Friday, October 28, 2011
I'm working on a bit of a different kind of painting subject matter wise. Of course birds are definitely part of the urban environment. I just haven't focused on them. The piece is called Minority. It's not political, but there is a bit of a sociological aspect to the work. The title came to me last night when I was working on it. I noticed how the people in the scene were completely out numbered by the birds, but towered over them all the same. I feel that human beings have a tendency to think that they are the only life on the planet that matters. This is the result of our might thanks to our intellect.
The idea for the painting was really another - wake up at 2AM in the morning and find a sketchbook to sketch and write it out. I proceeded to spend two hours running around the park taking photographs of birds and the figures within the painting latter that morning. It was odd how you'd find a bunch of pigeons with one or two grackles or a bunch of grackles with only a few pigeons. The grackle in the foreground was the bravest bird when I was dolling out a quarter of my bagel to the lot. Need to pay your models. He would come up close and give me this quizzical look as if to ask "what are you up too?". Oddly enough the composition took on a life of it's own and departed greatly from the original sketch. Not that I can say I mind, because it's better for it. It proved to be one of the more challenging compositions that I've created of late. The physical difference between birds and humans along with the point of the view proved to be a real challenge.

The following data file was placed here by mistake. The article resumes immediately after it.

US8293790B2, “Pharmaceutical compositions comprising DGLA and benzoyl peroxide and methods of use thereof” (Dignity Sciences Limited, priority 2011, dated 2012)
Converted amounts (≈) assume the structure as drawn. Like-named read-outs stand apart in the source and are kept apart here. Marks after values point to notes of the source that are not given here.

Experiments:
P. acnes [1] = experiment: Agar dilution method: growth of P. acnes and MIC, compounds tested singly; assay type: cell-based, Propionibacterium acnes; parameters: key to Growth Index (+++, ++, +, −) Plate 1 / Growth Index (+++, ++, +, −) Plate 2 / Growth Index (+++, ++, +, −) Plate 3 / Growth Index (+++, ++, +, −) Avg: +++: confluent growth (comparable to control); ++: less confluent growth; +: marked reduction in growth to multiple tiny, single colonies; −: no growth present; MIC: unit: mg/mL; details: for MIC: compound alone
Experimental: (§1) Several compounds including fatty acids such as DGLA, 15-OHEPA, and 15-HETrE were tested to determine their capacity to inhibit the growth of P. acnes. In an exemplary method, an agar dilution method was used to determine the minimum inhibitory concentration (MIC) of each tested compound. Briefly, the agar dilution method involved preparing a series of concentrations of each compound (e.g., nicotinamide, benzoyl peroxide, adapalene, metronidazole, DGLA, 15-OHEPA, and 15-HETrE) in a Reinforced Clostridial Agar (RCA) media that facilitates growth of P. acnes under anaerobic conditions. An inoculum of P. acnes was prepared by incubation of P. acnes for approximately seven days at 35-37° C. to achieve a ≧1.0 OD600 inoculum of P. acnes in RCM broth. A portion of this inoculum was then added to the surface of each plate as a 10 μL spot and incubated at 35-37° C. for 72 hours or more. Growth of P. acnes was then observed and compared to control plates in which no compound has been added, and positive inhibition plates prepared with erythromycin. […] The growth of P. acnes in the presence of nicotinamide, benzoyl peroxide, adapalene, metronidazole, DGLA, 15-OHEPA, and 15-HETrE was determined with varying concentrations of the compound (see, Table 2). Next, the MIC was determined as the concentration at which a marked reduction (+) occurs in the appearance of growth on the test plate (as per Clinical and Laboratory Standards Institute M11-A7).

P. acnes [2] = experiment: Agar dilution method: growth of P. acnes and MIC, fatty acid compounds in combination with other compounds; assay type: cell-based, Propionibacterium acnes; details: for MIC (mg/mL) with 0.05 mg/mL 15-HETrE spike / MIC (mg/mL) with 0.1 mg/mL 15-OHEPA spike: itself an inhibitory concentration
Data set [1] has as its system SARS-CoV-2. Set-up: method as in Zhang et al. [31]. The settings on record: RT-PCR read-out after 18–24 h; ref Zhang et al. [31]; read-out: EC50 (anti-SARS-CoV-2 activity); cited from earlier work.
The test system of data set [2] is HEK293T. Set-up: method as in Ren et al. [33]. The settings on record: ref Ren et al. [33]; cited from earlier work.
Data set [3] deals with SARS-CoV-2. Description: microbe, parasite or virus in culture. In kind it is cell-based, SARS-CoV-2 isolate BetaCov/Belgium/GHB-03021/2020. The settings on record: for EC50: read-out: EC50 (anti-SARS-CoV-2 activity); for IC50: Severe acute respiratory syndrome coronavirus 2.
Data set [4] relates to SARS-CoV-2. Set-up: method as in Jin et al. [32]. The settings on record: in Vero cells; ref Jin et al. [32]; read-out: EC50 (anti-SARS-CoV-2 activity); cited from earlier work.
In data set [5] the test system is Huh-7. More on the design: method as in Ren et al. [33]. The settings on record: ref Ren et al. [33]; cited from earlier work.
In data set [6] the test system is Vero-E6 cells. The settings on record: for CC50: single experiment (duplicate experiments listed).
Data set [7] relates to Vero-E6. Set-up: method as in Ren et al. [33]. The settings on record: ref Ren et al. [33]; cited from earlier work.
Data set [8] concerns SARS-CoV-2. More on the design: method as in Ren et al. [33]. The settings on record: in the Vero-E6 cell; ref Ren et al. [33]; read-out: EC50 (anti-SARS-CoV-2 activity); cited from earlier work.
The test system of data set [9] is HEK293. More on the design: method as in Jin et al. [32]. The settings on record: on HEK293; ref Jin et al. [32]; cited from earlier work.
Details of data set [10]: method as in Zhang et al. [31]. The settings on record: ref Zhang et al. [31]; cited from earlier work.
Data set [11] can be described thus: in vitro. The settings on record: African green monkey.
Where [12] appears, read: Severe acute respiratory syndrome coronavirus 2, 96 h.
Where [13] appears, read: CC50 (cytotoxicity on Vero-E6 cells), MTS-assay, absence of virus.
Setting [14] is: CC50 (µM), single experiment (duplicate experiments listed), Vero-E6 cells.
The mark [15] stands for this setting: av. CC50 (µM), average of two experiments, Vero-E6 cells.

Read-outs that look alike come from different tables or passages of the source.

I'm relieved that this work is going well. I've had two weeks of paintings just not going right. I guess I've been "painting myself into a corner" as Bob Cocke one of my old painting professors used to call it. Although, it's incredibly important for an artist to create problems on the canvas to work through in order to grow: I would rather just paint happily and save the growth spurt for a latter day. Too bad it doesn't always work out that way. I like to think I'm in control of the work and maybe I am on a subconscious level, but not on a conscious level. It gives the illusion that the paintings are calling the shots. I think it's like playing a chess game against yourself where you are really playing to win and only make one move a day, so that you can truly play the opponent's role in earnest. It's easy to get stalemated and that's what happens with some canvases. It just takes a while to realize the gig is up.